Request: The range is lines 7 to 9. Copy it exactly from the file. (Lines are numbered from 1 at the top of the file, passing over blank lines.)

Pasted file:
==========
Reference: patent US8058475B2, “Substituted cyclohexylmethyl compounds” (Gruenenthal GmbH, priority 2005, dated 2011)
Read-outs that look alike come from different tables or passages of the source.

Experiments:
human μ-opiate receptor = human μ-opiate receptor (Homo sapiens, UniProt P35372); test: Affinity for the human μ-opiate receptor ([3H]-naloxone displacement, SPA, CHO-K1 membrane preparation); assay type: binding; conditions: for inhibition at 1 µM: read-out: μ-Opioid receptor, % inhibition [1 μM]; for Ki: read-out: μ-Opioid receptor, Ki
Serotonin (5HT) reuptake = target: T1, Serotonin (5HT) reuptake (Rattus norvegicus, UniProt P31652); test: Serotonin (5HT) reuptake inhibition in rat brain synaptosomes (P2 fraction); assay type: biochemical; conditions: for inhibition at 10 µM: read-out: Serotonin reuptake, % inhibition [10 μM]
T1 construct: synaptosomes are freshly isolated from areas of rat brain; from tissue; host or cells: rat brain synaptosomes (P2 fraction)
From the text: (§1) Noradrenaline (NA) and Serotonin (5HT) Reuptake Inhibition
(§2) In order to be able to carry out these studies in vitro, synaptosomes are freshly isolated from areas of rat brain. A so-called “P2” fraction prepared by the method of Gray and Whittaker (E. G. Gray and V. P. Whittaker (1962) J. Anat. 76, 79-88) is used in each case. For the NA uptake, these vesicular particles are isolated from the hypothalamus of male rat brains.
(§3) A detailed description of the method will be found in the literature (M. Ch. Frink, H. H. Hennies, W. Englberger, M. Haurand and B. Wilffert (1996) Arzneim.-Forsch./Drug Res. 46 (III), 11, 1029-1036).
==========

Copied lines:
From the text: (§1) Noradrenaline (NA) and Serotonin (5HT) Reuptake Inhibition
(§2) In order to be able to carry out these studies in vitro, synaptosomes are freshly isolated from areas of rat brain. A so-called “P2” fraction prepared by the method of Gray and Whittaker (E. G. Gray and V. P. Whittaker (1962) J. Anat. 76, 79-88) is used in each case. For the NA uptake, these vesicular particles are isolated from the hypothalamus of male rat brains.
(§3) A detailed description of the method will be found in the literature (M. Ch. Frink, H. H. Hennies, W. Englberger, M. Haurand and B. Wilffert (1996) Arzneim.-Forsch./Drug Res. 46 (III), 11, 1029-1036).